Metals in Biocatalysis: a Powerful Combination for the Chemistry of Life (2013–2017)

Metal ions contribute greatly to the diversity of chemical reactions in biological systems. A growing number of metal ion-dependent biocatalysts (metalloenzymes) have become targets for the development of chemotherapeutics for the treatment of diseases such as osteoporosis or to combat the spread of antibiotics resistance. Other metalloenzymes are capable of degrading organophosphate pesticides and nerve agents. I will use an integrated, multi-disciplinary approach to study the mechanisms of action of such enzymes, develop potent inhibitors and utilise their potential in biotechnology. Ultimately, new drugs and bioremediators that significantly improve the quality of life and the environment in Australia will result.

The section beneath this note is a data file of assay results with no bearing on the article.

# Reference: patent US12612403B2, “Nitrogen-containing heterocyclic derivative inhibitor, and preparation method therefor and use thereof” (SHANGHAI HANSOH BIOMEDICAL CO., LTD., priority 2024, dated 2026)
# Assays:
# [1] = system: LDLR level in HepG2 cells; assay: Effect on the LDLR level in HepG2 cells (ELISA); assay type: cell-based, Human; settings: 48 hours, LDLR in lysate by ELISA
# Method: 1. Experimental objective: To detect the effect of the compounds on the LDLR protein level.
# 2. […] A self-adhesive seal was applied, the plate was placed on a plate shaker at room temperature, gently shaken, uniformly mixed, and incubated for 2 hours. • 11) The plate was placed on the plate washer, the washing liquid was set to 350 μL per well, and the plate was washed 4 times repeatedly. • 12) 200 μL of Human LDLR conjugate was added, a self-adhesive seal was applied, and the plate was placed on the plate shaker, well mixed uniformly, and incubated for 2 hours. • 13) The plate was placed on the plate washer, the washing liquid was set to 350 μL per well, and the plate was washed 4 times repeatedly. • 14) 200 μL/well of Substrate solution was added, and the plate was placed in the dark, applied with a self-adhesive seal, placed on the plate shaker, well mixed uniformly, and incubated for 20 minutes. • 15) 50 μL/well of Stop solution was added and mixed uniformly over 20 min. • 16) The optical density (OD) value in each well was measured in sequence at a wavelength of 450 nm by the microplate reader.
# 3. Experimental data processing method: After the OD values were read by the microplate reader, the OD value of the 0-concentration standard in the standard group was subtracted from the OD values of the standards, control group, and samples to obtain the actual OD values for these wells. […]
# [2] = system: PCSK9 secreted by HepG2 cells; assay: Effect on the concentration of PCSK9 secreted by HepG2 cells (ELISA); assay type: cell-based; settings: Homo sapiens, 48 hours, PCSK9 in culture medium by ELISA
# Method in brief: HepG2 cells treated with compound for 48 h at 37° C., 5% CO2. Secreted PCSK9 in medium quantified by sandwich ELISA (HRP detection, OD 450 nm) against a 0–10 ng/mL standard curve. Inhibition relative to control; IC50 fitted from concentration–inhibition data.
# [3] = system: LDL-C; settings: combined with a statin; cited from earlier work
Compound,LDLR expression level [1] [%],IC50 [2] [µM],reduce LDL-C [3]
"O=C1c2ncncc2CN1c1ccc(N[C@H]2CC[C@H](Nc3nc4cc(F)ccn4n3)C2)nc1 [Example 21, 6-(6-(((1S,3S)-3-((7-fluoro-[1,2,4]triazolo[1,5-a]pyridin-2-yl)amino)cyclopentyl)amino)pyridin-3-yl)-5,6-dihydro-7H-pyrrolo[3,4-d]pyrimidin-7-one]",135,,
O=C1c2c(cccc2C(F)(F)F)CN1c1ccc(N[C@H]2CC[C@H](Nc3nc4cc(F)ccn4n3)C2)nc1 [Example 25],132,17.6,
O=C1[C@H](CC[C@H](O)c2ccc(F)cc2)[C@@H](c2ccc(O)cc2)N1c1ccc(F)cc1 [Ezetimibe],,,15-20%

Grant type:
ARC Future Fellowships
  • Professor
    School of Chemistry and Molecular Biosciences
    Faculty of Science
    Australian Institute for Bioengineering and Nanotechnology
Funded by:
Australian Research Council